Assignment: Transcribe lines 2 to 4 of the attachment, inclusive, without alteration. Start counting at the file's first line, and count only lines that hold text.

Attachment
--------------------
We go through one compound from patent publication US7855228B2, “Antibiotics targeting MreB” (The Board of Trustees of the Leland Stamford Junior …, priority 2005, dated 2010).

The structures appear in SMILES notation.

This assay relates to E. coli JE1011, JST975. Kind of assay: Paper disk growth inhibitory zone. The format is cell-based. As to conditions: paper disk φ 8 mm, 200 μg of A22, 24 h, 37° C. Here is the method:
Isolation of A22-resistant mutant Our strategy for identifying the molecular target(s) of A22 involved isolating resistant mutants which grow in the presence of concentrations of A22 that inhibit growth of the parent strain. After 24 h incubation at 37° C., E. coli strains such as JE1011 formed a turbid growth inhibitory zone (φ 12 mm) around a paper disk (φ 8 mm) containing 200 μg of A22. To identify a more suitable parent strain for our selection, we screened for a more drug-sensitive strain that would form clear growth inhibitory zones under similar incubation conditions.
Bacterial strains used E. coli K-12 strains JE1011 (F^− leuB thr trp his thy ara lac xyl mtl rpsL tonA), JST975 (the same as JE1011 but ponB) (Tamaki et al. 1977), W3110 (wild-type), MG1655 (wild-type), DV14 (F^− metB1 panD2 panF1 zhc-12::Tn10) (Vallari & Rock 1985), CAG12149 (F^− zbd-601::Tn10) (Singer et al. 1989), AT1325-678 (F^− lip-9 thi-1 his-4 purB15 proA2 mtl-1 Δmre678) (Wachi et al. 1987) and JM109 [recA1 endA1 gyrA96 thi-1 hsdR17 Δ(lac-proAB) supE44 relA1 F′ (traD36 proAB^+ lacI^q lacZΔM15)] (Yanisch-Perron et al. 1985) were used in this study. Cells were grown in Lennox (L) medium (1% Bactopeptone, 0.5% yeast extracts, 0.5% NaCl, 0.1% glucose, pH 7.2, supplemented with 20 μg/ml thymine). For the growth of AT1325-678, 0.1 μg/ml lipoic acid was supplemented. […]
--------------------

The structures appear in SMILES notation.

This assay relates to E. coli JE1011, JST975. Kind of assay: Paper disk growth inhibitory zone. The format is cell-based. As to conditions: paper disk φ 8 mm, 200 μg of A22, 24 h, 37° C. Here is the method:
Isolation of A22-resistant mutant Our strategy for identifying the molecular target(s) of A22 involved isolating resistant mutants which grow in the presence of concentrations of A22 that inhibit growth of the parent strain. After 24 h incubation at 37° C., E. coli strains such as JE1011 formed a turbid growth inhibitory zone (φ 12 mm) around a paper disk (φ 8 mm) containing 200 μg of A22. To identify a more suitable parent strain for our selection, we screened for a more drug-sensitive strain that would form clear growth inhibitory zones under similar incubation conditions.